As great sporting rivalries go, they don’t come any more tense or bitter than that which existed between British playboy racing car driver James Hunt and his steely Austrian competitor Niki Lauda. And nowhere did this stark contrast of style and character manifest itself more explosively than in the unforgettable Formula One World Championship of 1976.
The consummate professional, Lauda had already established himself as the man to beat after having won the championship the previous year. Hunt, having joined the sport from Formula Three driving – and winning – for the Hesketh team, signed up for McLaren in 1975. His daring and skill rapidly identified him as one to watch and, combined with his flamboyant personality and pop star lifestyle, he fast became a celebrity whose fan base extended well beyond the somewhat niche world of motor racing.
Thus the stage was set for a showdown in the extraordinary year that was 1976 between the bad boy from Belmont and the dedicated, methodical Lauda, born into a wealthy Viennese paper manufacturing family. The season featured the World Championship of Drivers and the International Cup for Formula One Manufacturers, which were contested concurrently over a sixteen-race series starting on January 25th and concluding on October 24th. The season also included two non-championship races. As he had done in the previous, winning year, Lauda drove for Ferrari.
Series of Controversies
The season began in São Paulo, Brazil. After having initially claimed pole position Hunt crashed from the race with a sticking throttle, handing Lauda victory in his first defence of his title of the previous year. A similar scenario played out in the next race in South Africa, although on this occasion the Briton did at least manage to place second. In the third race, in the US, the Austrian had to settle for the second spot, though still finished ahead of his rival.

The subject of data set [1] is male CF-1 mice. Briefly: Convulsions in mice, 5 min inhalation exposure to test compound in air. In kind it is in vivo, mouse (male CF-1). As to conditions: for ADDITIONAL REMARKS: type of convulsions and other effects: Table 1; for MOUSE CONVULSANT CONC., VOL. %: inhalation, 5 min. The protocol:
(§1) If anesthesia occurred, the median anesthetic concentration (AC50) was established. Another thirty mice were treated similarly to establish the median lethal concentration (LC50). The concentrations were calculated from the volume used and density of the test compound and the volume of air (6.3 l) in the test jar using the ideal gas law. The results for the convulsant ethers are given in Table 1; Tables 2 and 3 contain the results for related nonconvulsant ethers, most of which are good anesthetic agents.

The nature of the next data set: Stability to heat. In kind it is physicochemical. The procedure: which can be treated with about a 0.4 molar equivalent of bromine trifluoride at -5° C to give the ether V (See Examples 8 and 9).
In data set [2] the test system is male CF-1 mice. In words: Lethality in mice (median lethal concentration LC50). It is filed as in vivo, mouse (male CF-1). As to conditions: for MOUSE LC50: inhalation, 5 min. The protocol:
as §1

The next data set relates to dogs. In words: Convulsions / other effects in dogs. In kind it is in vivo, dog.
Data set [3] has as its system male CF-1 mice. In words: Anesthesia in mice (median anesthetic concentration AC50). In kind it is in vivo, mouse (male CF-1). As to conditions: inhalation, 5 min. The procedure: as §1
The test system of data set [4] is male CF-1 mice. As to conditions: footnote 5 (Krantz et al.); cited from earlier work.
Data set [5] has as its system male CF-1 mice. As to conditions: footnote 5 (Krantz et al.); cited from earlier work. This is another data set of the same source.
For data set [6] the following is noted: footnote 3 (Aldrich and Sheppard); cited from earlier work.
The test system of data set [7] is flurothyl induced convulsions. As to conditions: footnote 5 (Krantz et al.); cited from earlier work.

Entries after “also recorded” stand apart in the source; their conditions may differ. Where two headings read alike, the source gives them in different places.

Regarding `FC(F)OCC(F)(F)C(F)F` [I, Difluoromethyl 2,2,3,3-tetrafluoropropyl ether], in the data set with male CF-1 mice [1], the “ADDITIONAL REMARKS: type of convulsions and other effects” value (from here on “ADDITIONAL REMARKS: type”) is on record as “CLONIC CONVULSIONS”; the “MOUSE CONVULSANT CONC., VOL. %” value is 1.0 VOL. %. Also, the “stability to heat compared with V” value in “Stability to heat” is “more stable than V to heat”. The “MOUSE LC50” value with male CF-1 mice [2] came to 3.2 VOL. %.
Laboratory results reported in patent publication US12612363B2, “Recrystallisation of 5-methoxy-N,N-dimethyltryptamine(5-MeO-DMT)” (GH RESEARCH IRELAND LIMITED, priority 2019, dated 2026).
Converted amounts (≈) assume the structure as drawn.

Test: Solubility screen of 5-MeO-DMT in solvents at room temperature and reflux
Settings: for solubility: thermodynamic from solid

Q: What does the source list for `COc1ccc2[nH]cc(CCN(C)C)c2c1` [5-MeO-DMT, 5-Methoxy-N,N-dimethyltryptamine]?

The fourth race, at Jarama near Madrid, saw the first of a series of controversies that were define this memorable year in Formula One racing history. After having beaten Lauda into second place with his first F1 victory of the campaign Hunt was then disqualified due to his car allegedly having been 1.8 centimetres too wide, only to be reinstated as the winner on appeal some two months later.
It wasn’t until the ninth contest that Formula One came to the UK, in July, with James Hunt determined to triumph before his home crowd at Brands Hatch. In the event though Lauda took pole position, forcing his rival into an early second spot. At one point the race had to be restarted after debris was cleared from the track following a minor collision in which Hunt was involved, and he and two other drivers recommenced driving new vehicles. Lauda remained in the lead until his gearbox malfunctioned, allowing the Englishman to overtake him and to relegate him to second place.
However, more controversy was to follow. After the crash James Hunt had taken a shortcut to the pit by means of an access road, which meant that technically he had not completed the course. Ferrari contested that the rules stated that even if a race was suspended, drivers still had to follow the course before accessing the pit. A hearing was held in September at which Hunt was disqualified and Niki Lauda was awarded the win.